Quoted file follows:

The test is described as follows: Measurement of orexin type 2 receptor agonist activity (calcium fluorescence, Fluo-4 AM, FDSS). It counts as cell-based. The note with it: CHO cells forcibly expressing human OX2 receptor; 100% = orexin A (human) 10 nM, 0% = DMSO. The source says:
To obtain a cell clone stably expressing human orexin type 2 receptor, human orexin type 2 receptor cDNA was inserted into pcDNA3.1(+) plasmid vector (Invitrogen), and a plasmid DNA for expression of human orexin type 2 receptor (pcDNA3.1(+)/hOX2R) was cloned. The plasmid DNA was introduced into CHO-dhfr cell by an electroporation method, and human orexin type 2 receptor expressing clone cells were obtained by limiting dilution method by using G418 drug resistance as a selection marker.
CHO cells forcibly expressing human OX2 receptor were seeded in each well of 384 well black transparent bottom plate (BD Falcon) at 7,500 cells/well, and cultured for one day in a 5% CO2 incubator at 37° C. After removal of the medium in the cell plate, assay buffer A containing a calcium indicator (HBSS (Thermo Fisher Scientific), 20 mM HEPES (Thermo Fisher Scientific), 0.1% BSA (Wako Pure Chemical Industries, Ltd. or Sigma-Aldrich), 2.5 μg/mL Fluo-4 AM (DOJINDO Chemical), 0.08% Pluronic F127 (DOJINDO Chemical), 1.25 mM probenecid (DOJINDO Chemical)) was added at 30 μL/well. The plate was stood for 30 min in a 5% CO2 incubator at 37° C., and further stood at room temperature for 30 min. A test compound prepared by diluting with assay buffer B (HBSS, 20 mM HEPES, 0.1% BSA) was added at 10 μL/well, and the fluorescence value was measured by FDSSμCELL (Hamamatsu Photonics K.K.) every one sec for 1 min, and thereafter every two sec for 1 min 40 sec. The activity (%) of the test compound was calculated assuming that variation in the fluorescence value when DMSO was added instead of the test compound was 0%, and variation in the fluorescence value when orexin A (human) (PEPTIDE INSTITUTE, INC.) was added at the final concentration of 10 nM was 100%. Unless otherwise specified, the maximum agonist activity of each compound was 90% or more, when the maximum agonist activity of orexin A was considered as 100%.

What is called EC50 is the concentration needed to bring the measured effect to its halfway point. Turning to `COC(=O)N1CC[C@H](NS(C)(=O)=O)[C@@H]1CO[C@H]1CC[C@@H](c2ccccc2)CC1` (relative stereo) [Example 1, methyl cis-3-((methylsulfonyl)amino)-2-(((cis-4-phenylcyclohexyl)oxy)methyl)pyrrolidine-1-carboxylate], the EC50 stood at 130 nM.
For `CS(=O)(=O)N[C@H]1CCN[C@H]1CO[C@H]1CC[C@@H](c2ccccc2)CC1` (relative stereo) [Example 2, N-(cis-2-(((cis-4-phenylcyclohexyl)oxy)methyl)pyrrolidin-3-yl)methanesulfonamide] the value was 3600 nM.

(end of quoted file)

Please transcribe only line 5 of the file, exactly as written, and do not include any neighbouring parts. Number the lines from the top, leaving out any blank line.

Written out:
For `CS(=O)(=O)N[C@H]1CCN[C@H]1CO[C@H]1CC[C@@H](c2ccccc2)CC1` (relative stereo) [Example 2, N-(cis-2-(((cis-4-phenylcyclohexyl)oxy)methyl)pyrrolidin-3-yl)methanesulfonamide] the value was 3600 nM.